• State
    • Consider additional funding for craft training in the 2014-15 state budget and beyond
  • Louisiana Office of Student Financial Assistance
    • Continue to enhance LA Connect to provide a user-friendly experience with connections to Louisiana Star Jobs
task force recommendations to drive success1
Task Force recommendations to drive success
  • Department of Education
    • Prioritize Carl Perkins funding specifically to include craft training
    • Continue to drive development and adoption of enhanced career track diploma
    • Catalyze the continued adoption of La Connect
    • Ensure career coaching is provided to all middle and high school students
  • LCTCS
    • Continue momentum at campus level to ensure LCTCS meets the demand for quality training to industry specifications by prioritizing funding and leveraging training capacity at ABC, high schools and unions
task force recommendations to drive success2
Task Force recommendations to drive success
  • Plant owners, contractors and their associations
    • Drive training of existing workforce: helpers to journeymen
    • Work to drive down high attrition rates
    • Maintain or enhance existing levels of funding for craft training
    • Post all jobs with LWC in HiRE/Star Jobs
    • Ramp up outreach to high school students
    • Help recruit instructors
  • Schools and school boards – business and industry role
    • Make NCCER or the equivalent training available to every Louisiana high school student
    • Provide career coaching to every middle and high school student to make them aware of high-wage, high-demand career opportunities and pathways to success
    • Ensure full use of LA Connect to expose students to employers, colleges, education and training, and financial aid
task force recommendations to drive success3
Task Force recommendations to drive success
  • Local elected officials
    • Work with Workforce Investment Boards and other stakeholders to ensure alignment with the needs of your cities and parishes
    • Grow local employment by engaging business and industry in Star Jobs and La Connect to recruit, train, and hire local residents
  • Congressional delegation
    • Enact changes in law, specifically related to Pell Grants, to enable greater flexibility to respond to state and local needs
workforce investment council s path forward
Workforce Investment Council’s path forward
  • A great deal of work remains to be done by all stakeholders
  • Steering Committee members:
    • Jorge Tarajano, Chairman
    • Alden Andre
    • Curt Eysink
    • John White
    • Joe May
    • Jeff Lynn
    • Jim Purcell
    • Louis Reine
  • Focused sub-committees
    • Bring in additional stakeholders
    • Leverage everyone possible
training team
Training team
  • Re-brand value of 2-year degree
  • Capture success stories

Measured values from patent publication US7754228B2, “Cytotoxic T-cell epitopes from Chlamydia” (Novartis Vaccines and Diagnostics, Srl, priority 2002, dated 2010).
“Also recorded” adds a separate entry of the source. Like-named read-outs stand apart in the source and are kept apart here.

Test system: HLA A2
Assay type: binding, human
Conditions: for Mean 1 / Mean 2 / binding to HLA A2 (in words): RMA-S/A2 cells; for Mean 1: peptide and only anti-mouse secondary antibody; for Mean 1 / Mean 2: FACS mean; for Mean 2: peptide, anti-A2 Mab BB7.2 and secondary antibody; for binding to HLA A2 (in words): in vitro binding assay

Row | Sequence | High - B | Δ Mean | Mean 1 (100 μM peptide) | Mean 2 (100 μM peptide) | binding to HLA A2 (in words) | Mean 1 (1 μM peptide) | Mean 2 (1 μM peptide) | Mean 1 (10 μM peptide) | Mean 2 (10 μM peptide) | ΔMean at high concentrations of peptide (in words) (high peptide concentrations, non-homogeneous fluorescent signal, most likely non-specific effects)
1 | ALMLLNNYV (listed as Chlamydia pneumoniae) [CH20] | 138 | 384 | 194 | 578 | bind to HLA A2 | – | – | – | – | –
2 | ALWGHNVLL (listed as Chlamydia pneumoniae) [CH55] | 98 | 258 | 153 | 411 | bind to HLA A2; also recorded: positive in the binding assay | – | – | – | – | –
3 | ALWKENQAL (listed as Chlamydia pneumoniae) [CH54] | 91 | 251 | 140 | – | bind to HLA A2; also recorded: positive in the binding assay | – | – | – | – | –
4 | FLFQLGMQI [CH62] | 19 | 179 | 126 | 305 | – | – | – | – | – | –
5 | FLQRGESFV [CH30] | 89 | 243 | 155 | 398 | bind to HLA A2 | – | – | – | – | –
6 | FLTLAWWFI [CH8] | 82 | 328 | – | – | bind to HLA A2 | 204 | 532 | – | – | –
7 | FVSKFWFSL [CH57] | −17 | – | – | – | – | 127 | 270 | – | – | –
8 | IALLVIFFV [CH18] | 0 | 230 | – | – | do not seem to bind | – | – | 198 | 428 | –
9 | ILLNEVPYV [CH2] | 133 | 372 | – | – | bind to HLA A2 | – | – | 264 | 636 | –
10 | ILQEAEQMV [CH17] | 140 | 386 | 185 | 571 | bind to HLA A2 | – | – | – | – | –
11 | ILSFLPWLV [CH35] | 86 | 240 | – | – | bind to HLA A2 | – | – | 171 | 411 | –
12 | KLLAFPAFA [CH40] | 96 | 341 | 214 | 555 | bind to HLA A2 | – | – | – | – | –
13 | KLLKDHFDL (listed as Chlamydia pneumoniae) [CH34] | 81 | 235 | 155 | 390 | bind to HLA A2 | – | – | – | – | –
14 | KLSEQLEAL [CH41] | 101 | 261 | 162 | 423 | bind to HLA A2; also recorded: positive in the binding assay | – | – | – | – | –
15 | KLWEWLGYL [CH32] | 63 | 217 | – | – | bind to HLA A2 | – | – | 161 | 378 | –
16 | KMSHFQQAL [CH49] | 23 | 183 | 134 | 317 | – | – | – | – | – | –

• Support recruitment of instructors and students
  • 8 Colleges enrolled 500+ students in summer training
  • Working with industry to hire 100 instructors
  • MOU’s with ABC to use facilities for daytime LCTCS students
  • Working with LA Congressional delegation to expand Pell
  • Testified before the U.S. House Committee on Education and Workforce
  • Advanced Rapid Response funds to spur training

Objectives Activities

high school team
High school team
  • Drive development and implementation of policy framework that supports the goals of the Craft Task Force:
    • Access to career & technical education for all high school students
    • Enhance LA Connect
    • Provide career coaching to all high school and middle school students
  • Formed two groups
    • CTE sub-group is meeting with counselors, career coaches, and CTE supervisors to:
      • Overcome barriers to career coaching
      • Grow CTE programs (enrollment, instruction, facilities, curricula)
      • Strong support for new Diploma model and Jump Start
    • LA Connect sub-group has commitments form vendor and partners to improve LA Connect

Objectives Activities

recruitment team
Recruitment team
  • Inform parents & grandparents about craft career opportunities
  • Develop a comprehensive recruitment plan targeting
    • Students
    • Former students
    • Under-employed
    • Veterans
    • Government aide recipients
    • Louisiana expats
    • Others
  • Held work sessions with:
    • CTE supervisors
    • Local WIB and one-stop staff; 18 local recruitment plans
  • Incorporating feedback into comprehensive marketing strategy
  • Continuing development and customization of Build Your Future materials and Louisiana-specific website

Objectives Activities

retention team
Retention team
  • Develop a retention plan to reduce attrition rates to 5 percent by June 2014
    • Work with business and industry to understand reasons for high attrition
    • Determine disposition of workers when they leave construction industry
  • Surveying Industrial Contractors Council of ABC to understand general characteristics of attrition from contractors
    • Survey and best practices out within a couple of weeks
  • Studying attrition rates using LWC wage records
    • 11% for industrial construction; 6-7% in manufacturing
    • Additional analysis on where they went

Objectives Activities

takeaways
Takeaways
  • Drive training of existing workforce: helpers to journeymen
  • Work to drive down high attrition rates
  • Maintain or enhance existing levels of funding for craft training
  • Post all jobs with LWC in HiRE/Star Jobs
  • Ramp up outreach to high school students
  • Help recruit instructors